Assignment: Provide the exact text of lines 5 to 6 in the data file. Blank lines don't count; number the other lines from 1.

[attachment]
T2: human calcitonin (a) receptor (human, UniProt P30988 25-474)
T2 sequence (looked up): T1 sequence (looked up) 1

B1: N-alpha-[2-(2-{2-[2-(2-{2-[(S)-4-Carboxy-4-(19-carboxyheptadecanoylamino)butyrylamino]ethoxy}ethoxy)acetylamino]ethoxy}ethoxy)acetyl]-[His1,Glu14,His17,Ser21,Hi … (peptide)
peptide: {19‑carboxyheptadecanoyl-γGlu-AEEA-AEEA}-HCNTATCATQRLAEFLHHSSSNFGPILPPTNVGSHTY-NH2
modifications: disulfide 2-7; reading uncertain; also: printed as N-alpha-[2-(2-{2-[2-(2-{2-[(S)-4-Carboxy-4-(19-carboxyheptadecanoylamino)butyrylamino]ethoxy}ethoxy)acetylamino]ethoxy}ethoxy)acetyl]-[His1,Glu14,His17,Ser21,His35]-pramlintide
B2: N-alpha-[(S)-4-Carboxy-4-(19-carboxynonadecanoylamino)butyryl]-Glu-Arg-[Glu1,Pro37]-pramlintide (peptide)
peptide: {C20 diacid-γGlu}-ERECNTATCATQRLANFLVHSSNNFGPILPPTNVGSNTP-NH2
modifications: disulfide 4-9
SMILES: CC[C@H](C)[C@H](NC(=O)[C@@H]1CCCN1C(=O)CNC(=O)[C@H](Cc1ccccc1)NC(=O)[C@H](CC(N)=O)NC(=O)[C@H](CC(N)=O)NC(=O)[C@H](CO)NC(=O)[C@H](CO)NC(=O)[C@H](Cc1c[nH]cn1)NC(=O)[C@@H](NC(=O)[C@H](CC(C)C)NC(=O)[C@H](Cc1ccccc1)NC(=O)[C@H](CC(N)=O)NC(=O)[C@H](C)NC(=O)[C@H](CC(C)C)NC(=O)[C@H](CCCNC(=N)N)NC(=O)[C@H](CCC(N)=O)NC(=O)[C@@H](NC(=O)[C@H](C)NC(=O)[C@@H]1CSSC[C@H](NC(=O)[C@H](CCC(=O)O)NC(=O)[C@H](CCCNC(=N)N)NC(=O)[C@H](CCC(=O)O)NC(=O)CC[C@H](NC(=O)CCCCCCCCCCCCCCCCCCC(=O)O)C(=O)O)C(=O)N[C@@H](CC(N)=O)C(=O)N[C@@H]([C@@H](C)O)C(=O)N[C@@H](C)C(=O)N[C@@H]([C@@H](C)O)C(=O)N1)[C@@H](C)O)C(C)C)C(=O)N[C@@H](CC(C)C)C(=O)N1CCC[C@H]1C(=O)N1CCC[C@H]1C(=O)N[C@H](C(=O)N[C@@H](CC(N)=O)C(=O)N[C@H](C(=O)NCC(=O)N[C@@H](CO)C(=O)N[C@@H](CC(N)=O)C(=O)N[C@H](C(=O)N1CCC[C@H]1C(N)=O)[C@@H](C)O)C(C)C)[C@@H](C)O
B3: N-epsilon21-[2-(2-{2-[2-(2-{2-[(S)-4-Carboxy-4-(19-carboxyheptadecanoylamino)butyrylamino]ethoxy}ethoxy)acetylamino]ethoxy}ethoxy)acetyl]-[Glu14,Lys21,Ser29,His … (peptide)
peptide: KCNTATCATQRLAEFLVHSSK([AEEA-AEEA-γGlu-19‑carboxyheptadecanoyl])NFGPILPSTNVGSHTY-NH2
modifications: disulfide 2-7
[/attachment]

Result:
modifications: disulfide 2-7; reading uncertain; also: printed as N-alpha-[2-(2-{2-[2-(2-{2-[(S)-4-Carboxy-4-(19-carboxyheptadecanoylamino)butyrylamino]ethoxy}ethoxy)acetylamino]ethoxy}ethoxy)acetyl]-[His1,Glu14,His17,Ser21,His35]-pramlintide
B2: N-alpha-[(S)-4-Carboxy-4-(19-carboxynonadecanoylamino)butyryl]-Glu-Arg-[Glu1,Pro37]-pramlintide (peptide)